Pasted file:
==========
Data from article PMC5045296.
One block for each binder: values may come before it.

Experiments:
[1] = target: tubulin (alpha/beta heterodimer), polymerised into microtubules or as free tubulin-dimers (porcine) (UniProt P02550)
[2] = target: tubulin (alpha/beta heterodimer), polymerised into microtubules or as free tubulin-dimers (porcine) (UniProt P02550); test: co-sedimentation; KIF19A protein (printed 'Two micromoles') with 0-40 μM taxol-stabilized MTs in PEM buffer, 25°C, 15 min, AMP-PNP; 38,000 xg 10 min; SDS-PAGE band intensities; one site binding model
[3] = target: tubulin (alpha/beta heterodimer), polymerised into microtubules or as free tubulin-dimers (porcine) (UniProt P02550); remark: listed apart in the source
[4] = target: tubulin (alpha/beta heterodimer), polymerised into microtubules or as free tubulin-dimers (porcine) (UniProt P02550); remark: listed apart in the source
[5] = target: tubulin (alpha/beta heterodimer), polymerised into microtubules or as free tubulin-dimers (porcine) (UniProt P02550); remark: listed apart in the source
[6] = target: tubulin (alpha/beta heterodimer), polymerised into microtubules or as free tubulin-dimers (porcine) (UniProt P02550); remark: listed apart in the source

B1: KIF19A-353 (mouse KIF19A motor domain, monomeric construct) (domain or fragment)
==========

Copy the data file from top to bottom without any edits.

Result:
Data from article PMC5045296.
One block for each binder: values may come before it.

Experiments:
[1] = target: tubulin (alpha/beta heterodimer), polymerised into microtubules or as free tubulin-dimers (porcine) (UniProt P02550)
[2] = target: tubulin (alpha/beta heterodimer), polymerised into microtubules or as free tubulin-dimers (porcine) (UniProt P02550); test: co-sedimentation; KIF19A protein (printed 'Two micromoles') with 0-40 μM taxol-stabilized MTs in PEM buffer, 25°C, 15 min, AMP-PNP; 38,000 xg 10 min; SDS-PAGE band intensities; one site binding model
[3] = target: tubulin (alpha/beta heterodimer), polymerised into microtubules or as free tubulin-dimers (porcine) (UniProt P02550); remark: listed apart in the source
[4] = target: tubulin (alpha/beta heterodimer), polymerised into microtubules or as free tubulin-dimers (porcine) (UniProt P02550); remark: listed apart in the source
[5] = target: tubulin (alpha/beta heterodimer), polymerised into microtubules or as free tubulin-dimers (porcine) (UniProt P02550); remark: listed apart in the source
[6] = target: tubulin (alpha/beta heterodimer), polymerised into microtubules or as free tubulin-dimers (porcine) (UniProt P02550); remark: listed apart in the source

B1: KIF19A-353 (mouse KIF19A motor domain, monomeric construct) (domain or fragment)